Chess is one of the world’s most popular games and dates back to chaturanga, a sixth-century Indian battle game involving four armies. Chess spread from India into neighbouring Persia, from where it found its way to Russia. The Russian language employs the original oriental names of the pieces, such as the Persian word firz?n (wise man or councillor), which in Europe gradually evolved into the queen (ferz in Russian).

Chess is first mentioned in Russian written sources in the thirteenth century, although archaeological excavations show that the game was played as far back as the eleventh century. In the fifteenth century, chess became popular among all classes of Russian society, even in the face of a religious ban. The Russian Orthodox Church outlawed the game, along with the playing of musical instruments, dice games and drunkenness.

Chess was also condemned in Ivan the Terrible’s moral regulations for Russian households (Domostroi) and forbidden by his Hundred Chapters (Stoglav). But this did not stop the game from being one of the favourite pastimes of the Russian sovereigns in the pre-Petrine period. Ivan the Terrible is even said to have died in the middle of a game of chess with the English ambassador, Sir Jerome Horsey, in 1584.

The Russian boyars were skilful players and their expertise was recorded by foreign visitors. Expensive chess sets are listed in the inventories of the Moscow Armoury, alongside precious goblets and chalices. Such sets were regularly acquired by the imperial court. In 1669, Tsar Alexis Mikhailovich commissioned a set from the bone carvers of Kholmogory in north Russia, who reputedly made the country’s finest chess sets.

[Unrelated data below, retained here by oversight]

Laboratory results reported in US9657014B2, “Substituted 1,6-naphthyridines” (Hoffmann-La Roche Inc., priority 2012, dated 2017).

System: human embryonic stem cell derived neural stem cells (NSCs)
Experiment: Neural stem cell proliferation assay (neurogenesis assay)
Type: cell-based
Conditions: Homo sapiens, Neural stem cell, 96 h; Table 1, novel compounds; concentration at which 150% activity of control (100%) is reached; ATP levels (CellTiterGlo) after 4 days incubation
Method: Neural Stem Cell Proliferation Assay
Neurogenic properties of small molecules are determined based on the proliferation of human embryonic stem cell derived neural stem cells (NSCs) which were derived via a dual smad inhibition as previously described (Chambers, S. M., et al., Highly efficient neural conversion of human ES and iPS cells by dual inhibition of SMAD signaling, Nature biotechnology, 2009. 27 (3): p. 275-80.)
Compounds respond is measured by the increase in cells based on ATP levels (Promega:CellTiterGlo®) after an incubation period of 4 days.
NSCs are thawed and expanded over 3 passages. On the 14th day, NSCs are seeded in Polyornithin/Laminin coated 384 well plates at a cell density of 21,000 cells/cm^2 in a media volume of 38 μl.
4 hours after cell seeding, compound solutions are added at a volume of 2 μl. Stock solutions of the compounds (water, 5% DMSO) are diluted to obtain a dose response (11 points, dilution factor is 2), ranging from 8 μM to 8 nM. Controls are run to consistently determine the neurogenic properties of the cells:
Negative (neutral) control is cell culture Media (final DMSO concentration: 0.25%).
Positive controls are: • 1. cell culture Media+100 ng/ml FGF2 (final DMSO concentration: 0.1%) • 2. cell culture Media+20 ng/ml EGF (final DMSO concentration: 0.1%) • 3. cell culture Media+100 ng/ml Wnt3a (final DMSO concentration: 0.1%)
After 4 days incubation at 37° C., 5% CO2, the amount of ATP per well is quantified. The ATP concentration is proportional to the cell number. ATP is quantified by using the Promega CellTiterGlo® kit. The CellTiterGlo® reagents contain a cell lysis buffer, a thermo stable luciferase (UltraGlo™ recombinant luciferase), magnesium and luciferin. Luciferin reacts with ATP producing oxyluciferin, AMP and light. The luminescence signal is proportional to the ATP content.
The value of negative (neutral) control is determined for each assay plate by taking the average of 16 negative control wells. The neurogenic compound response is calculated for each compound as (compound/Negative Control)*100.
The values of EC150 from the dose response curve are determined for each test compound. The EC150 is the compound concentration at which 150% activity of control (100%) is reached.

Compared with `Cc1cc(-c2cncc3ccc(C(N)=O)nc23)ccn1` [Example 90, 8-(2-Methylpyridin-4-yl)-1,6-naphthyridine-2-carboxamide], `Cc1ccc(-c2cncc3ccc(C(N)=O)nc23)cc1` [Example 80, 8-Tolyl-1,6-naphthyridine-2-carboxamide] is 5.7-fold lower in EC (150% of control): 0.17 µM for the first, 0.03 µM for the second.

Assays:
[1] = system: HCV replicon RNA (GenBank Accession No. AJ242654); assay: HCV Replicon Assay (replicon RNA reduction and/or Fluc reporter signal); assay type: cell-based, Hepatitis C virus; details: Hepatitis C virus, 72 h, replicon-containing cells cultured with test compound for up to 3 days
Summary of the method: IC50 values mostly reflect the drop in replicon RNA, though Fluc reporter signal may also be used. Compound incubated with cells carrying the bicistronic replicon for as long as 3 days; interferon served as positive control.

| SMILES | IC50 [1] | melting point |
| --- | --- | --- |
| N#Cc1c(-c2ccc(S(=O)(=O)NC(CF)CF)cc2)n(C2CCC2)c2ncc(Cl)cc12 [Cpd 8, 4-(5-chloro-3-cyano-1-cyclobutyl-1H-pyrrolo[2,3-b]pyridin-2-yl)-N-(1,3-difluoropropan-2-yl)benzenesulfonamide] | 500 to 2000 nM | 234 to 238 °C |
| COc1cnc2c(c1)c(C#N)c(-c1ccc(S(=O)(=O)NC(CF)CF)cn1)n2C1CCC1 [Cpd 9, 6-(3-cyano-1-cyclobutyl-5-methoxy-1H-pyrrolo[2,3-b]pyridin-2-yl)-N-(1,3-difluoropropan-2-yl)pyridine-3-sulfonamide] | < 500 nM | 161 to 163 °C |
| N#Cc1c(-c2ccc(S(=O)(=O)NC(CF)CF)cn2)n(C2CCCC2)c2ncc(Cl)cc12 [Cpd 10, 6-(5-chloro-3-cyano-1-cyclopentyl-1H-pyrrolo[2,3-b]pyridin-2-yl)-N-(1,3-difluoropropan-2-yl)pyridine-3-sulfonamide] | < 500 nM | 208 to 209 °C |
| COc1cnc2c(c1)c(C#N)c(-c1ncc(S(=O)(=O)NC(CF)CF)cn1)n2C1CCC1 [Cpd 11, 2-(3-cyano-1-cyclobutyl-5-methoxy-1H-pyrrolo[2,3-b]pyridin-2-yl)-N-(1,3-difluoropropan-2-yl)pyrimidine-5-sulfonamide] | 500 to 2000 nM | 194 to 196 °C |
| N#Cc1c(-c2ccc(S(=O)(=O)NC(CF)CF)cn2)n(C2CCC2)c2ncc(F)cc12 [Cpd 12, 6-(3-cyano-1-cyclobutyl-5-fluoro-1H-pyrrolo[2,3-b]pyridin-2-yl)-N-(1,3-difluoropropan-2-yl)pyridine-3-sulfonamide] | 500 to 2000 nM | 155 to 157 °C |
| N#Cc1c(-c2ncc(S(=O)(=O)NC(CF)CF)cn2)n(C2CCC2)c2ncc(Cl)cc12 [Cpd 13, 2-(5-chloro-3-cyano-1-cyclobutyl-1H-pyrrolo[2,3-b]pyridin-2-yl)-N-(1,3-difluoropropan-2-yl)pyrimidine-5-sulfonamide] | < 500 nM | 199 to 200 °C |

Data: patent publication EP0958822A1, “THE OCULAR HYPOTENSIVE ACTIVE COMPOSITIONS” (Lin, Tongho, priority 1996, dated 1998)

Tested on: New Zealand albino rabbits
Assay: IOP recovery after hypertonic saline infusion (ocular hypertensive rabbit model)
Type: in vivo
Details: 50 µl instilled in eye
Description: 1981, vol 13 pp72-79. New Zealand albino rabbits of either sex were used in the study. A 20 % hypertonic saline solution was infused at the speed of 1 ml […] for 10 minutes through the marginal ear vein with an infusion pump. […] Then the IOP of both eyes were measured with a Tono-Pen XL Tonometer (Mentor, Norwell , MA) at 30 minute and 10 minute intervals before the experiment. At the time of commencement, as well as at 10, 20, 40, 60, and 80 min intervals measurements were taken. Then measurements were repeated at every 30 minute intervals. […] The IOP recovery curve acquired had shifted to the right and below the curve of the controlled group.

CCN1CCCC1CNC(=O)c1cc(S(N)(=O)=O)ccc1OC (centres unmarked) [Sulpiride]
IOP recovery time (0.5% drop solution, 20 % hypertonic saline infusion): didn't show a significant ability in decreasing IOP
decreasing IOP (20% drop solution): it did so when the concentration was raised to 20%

In the eighteenth century, Russian chess rules gradually began to fall in line with the rest of Europe. The game was popular among the aristocracy, who played with pieces made of porcelain and ivory (the common people preferred the simpler game of draughts). Peter the Great loved chess and introduced the game to his famous assemblées. A special Chess Room was later built at the Winter Palace.

Chess was just as popular at the court of Catherine the Great. Her favourite, Prince Grigory Potemkin, was an excellent player. In 1796, St Petersburg witnessed the unusual phenomenon of a game of “human chess” in honour of the visit of King Gustav IV Adolf of Sweden. Count Alexander Stroganov’s servants were the pieces, moving at the command of the two players, Count Ivan Ostermann and Lev Naryshkin. The “board” was the lawn of Count Stroganov’s country residence.

The first informal Russian chess club opened in St Petersburg in the late eighteenth century at the German Club near the Blue Bridge. Chess soon became popular in other public places, such as cafés, inns and the English and Hunting Clubs. Chess boards were an invariable feature of Dominique’s Café on Nevsky Prospekt. The game was also extremely popular in the Russian army. The Decembrists were all fine players, particularly Mikhail Lunin and Nikolai Basargin.

The popularity of chess grew steadily in Russia throughout the nineteenth century. A circle of chess lovers, including Alexander Petrov and Nikolai Bakhtin, was formed in St Petersburg in the early 1820s. Alexander Petrov, who was known as the “Russian Philidor,” published a self-tuition manual in 1824. Chess parties were held in many private houses in St Petersburg, including the homes of Viscount Giulio Renato de Litta, Fyodor Samarin and Vasily Pogodin. Russia’s first chess column appeared in the Illustration magazine in 1845.

Seven years later, the first official chess club was registered with the Ministry of the Interior. The St Petersburg Society of Chess Lovers was established on 27 August 1852 and opened on 27 March 1853. The members included such famous writers as Leo Tolstoy, Mikhail Saltykov-Schedrin, Yakov Polonsky and Ivan Turgenev. A well-known figure in the chess clubs of Paris and Rome, Turgenev was personally acquainted with some of the world’s top players, such as Paul Morphy and Adolf Anderssen.

While the membership of the earlier informal clubs had been drawn from the social elite (mostly aristocrats and Senate officials), the St Petersburg Society of Chess Lovers was more democratic. Perhaps unsurprisingly, the club’s activities were closely monitored by the Third Department – the name for the tsarist secret police between 1825 and 1880. The St Petersburg Society of Chess Lovers existed until 1860, when financial problems forced its closure.